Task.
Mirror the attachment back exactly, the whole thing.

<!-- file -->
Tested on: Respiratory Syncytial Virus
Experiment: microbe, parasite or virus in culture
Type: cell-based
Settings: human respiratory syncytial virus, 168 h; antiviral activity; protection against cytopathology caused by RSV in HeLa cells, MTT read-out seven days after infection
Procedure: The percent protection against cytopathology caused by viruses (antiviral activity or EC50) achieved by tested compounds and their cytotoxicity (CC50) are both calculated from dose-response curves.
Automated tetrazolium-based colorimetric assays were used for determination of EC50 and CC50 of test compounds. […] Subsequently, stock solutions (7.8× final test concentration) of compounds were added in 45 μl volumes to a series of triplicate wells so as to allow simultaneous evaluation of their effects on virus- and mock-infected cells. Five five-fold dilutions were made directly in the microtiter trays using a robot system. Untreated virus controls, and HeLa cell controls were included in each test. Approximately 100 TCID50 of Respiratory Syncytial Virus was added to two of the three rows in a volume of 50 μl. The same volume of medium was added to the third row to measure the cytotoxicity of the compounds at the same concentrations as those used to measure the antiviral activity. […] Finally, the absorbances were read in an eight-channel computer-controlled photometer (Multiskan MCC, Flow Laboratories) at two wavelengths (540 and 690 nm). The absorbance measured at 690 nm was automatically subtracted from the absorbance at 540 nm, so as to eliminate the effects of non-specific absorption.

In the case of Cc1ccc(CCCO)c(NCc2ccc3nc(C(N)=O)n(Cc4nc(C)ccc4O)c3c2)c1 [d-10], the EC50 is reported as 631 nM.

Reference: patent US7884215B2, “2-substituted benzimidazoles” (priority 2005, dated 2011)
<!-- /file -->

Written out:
Tested on: Respiratory Syncytial Virus
Experiment: microbe, parasite or virus in culture
Type: cell-based
Settings: human respiratory syncytial virus, 168 h; antiviral activity; protection against cytopathology caused by RSV in HeLa cells, MTT read-out seven days after infection
Procedure: The percent protection against cytopathology caused by viruses (antiviral activity or EC50) achieved by tested compounds and their cytotoxicity (CC50) are both calculated from dose-response curves.
Automated tetrazolium-based colorimetric assays were used for determination of EC50 and CC50 of test compounds. […] Subsequently, stock solutions (7.8× final test concentration) of compounds were added in 45 μl volumes to a series of triplicate wells so as to allow simultaneous evaluation of their effects on virus- and mock-infected cells. Five five-fold dilutions were made directly in the microtiter trays using a robot system. Untreated virus controls, and HeLa cell controls were included in each test. Approximately 100 TCID50 of Respiratory Syncytial Virus was added to two of the three rows in a volume of 50 μl. The same volume of medium was added to the third row to measure the cytotoxicity of the compounds at the same concentrations as those used to measure the antiviral activity. […] Finally, the absorbances were read in an eight-channel computer-controlled photometer (Multiskan MCC, Flow Laboratories) at two wavelengths (540 and 690 nm). The absorbance measured at 690 nm was automatically subtracted from the absorbance at 540 nm, so as to eliminate the effects of non-specific absorption.

In the case of Cc1ccc(CCCO)c(NCc2ccc3nc(C(N)=O)n(Cc4nc(C)ccc4O)c3c2)c1 [d-10], the EC50 is reported as 631 nM.

Reference: patent US7884215B2, “2-substituted benzimidazoles” (priority 2005, dated 2011)